11 Celebrity Chef Tips For Dyeing Hard-Boiled Eggs This Easter

With its blooming flowers, spring is a season of color. It also includes a colorful holiday, Easter, symbolizing rebirth and creation to people around the world. Along with spiritual rituals and delicious Easter recipes, egg dyeing is another big part of the celebration. In the U.S. alone, millions of egg-dyeing kits are sold for Easter each year, according to Pass

Though the precise origin of dyeing Easter eggs is unknown, we know that decorated eggs were given as royal gifts since at least the Middle Ages. By the late 19th century, colorful Easter eggs became a highlight for kids as the springtime holiday shifted to become a more family-oriented occasion. This trend led to widespread acceptance of the Easter bunny from German folk customs, and the legendary egg hunts that enliven this colorful celebration.

Egg dyeing lets you express creativity in numerous ways. It's no wonder why this is an Easter tradition in countries around the world. Easter eggs are a blank canvas, a holiday treasure, and perfect leftovers all in one. Enhancing eggs with simple solid colors is just the start — we turned to the advice of varied celebrity chefs for creative tips that anyone can use when dyeing hard-boiled eggs. 

Lidia Bastianich's basic one-color Easter eggs

Famed chef and restaurateur Lidia Bastianich is an encyclopedia of culinary wisdom. While she can chef up deliciously elaborate meals with ease, her prowess also extends to simple pleasures like dyeing Easter eggs. In her cooking show, she demonstrates the most basic way to dye eggs with the help of her young granddaughter. Watching this duo dyeing eggs, the experience mirrors what many of us learned during our earliest Easters — that is, before we began evolving into egg-dyeing masters. 

First, Bastianich prepares separate bowls filled with water and food colorings of varied hues. She grabs a hard-boiled egg from her batch and places it into one of the coloring liquids. Her granddaughter follows suit until each bowl contains two eggs, as Bastianich advises her progeny to handle the eggs with care when placing them into the bowls to avoid cracks and messy splashes. After using a spoon to move the eggs around until the dye completely covers them, the eggs are removed from the liquid and set on a rack to dry. To simply dye your eggs one color in this family-friendly technique recommended by Bastianich, you only need a half-and-half ratio of hot water and vinegar, a few drops of natural food coloring, and of course, hard-boiled eggs.

Martha Stewart's splatter-painted Easter eggs

When it comes to elevating lifestyles, nobody is more ubiquitous than Martha Stewart. From easy recipes and beautiful home decor to cooking products and holiday tips, she is a one-stop shop for everyday living. Over the years, Stewart has shared many creative ways to decorate eggs for Easter. In a Martha Stewart YouTube video, the maven shares a splatter-paint dyeing technique to add a burst of color to your hard-boiled eggs. This method gives eggs a Pollock-style look that pops.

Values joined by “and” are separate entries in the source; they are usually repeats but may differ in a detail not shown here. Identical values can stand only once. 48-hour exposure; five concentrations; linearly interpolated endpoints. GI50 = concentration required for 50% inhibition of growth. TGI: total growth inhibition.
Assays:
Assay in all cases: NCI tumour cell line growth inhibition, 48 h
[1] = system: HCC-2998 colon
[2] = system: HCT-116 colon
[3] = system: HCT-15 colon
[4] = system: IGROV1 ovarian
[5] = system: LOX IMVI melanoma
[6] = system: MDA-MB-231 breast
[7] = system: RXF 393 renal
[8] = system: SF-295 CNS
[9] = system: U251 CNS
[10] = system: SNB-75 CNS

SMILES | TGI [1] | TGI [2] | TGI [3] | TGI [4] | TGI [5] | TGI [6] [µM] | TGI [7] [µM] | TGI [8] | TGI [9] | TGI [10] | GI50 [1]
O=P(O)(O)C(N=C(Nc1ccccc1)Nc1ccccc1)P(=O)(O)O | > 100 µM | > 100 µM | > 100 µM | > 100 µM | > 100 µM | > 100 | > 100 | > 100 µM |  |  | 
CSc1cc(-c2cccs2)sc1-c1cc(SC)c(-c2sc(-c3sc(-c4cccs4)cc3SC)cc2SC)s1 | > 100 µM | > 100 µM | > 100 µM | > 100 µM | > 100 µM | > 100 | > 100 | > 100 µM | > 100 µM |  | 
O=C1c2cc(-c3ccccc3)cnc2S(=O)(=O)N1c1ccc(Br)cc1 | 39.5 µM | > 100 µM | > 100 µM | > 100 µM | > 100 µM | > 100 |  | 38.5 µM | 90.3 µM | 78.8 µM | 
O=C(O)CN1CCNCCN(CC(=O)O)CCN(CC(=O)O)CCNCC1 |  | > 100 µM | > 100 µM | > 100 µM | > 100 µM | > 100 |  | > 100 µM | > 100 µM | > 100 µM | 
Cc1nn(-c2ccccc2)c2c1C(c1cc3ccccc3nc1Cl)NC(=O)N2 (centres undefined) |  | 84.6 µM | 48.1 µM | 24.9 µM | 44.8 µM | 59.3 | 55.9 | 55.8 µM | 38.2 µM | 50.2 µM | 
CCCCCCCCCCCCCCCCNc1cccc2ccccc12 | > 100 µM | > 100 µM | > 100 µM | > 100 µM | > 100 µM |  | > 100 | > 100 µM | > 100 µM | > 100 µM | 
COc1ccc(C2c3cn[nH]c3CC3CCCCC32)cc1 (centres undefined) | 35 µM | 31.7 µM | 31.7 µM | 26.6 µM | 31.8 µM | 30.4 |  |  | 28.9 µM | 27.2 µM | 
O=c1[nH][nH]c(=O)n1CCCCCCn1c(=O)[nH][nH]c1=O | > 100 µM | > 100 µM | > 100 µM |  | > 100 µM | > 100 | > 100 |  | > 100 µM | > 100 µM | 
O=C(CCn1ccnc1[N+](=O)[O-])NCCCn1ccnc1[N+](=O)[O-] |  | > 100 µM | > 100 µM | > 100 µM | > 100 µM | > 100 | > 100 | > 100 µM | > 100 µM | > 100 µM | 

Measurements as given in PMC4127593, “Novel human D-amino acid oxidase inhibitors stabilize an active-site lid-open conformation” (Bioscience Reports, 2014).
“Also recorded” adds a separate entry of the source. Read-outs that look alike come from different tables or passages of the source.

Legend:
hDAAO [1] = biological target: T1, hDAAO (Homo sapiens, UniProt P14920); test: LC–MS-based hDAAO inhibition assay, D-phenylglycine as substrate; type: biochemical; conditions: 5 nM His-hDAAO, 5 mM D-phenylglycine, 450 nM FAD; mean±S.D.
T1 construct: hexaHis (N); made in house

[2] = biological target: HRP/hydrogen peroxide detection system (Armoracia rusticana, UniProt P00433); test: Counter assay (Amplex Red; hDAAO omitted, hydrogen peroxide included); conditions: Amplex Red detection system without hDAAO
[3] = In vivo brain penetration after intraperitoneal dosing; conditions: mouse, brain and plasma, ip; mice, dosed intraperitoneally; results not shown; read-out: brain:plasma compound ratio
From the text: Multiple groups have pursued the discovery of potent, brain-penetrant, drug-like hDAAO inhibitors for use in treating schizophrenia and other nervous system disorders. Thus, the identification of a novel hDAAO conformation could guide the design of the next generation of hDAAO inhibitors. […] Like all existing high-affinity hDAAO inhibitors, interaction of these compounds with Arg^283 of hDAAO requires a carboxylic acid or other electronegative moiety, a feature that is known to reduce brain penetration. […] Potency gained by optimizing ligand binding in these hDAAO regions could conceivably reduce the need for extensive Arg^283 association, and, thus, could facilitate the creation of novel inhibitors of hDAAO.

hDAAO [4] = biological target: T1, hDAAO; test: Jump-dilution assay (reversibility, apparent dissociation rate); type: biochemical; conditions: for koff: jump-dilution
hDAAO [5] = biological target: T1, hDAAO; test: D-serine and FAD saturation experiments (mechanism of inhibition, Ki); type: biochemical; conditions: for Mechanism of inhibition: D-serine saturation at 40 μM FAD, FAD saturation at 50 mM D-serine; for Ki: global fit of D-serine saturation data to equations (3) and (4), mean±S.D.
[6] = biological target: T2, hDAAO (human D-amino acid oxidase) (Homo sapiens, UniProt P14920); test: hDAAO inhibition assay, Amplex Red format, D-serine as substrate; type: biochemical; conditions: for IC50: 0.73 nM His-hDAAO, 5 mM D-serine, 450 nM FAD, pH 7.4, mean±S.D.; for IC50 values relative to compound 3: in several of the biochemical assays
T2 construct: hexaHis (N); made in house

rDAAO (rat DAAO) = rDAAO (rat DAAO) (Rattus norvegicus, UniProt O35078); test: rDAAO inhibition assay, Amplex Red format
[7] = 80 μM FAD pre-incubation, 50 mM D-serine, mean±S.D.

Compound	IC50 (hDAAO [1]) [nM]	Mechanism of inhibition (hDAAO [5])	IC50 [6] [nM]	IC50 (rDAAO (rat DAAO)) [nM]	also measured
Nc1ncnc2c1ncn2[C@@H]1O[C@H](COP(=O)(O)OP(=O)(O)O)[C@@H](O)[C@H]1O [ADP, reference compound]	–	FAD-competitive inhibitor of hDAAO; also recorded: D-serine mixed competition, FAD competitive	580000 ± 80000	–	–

With this artsy hack, you have the option of splatter-painting plain eggs and leaving it at that, or dyeing eggs in a solid color first and later using this technique for an extra layer of vibrant fun. If choosing the latter option, after the eggs finish soaking in dye, set them aside to dry. Then place a shallow layer of solid loose ingredients (like dried grains, beans, or nuts) separately at the bottom of a few paper cups. Though it may seem like you're preparing to make an egg-infused trail mix, these cups of distinct ingredients provide varied splatter patterns. 

Add up to 15 drops of food coloring to each cup, and swirl the cups around until the different ingredients are coated with the colorings. With your ingredients prepared, place a dry egg into each container before gently shaking the cup. The various textures of each ingredient will cause the food coloring to splatter the eggshell in randomly cool patterns. 

Ree Drummond's emoji-dyed Easter eggs

Ree Drummond is always creative and resourceful in the kitchen. The Pioneer Woman's toolkit is stocked with all sorts of useful tips, even ones for dyeing Easter eggs. Preparing for egg hunts can leave you shell-shocked, but with a tip borrowed from a popular online trend, you'll be shocked by how cool your shells are with emoji-dyed Easter eggs. With a little artistry, this technique is easy to pull off and sure to be a hit with kids — but remember that these eggs shouldn't be eaten afterward, as they will be decorated with craft paint and markers that are not considered safe for food. 

The first part is easiest — simply paint the eggs bright yellow. You'll have to flex your artistic talent for the next step. There are many types of emojis that you can make; take inspiration from the plethora of options that pop up on social media. 

For each egg's chosen emoji, outline the eyes, mouth, eyebrows, and nose with a black marker before applying colors for the finishing touches. If you'd like to make the face-with-heart-eyes emoji, you need white paint for the teeth and red paint for the hearts and tongue, while the legendary face-with-tears-of-joy emoji again requires white paint for the teeth but blue paint for the tears.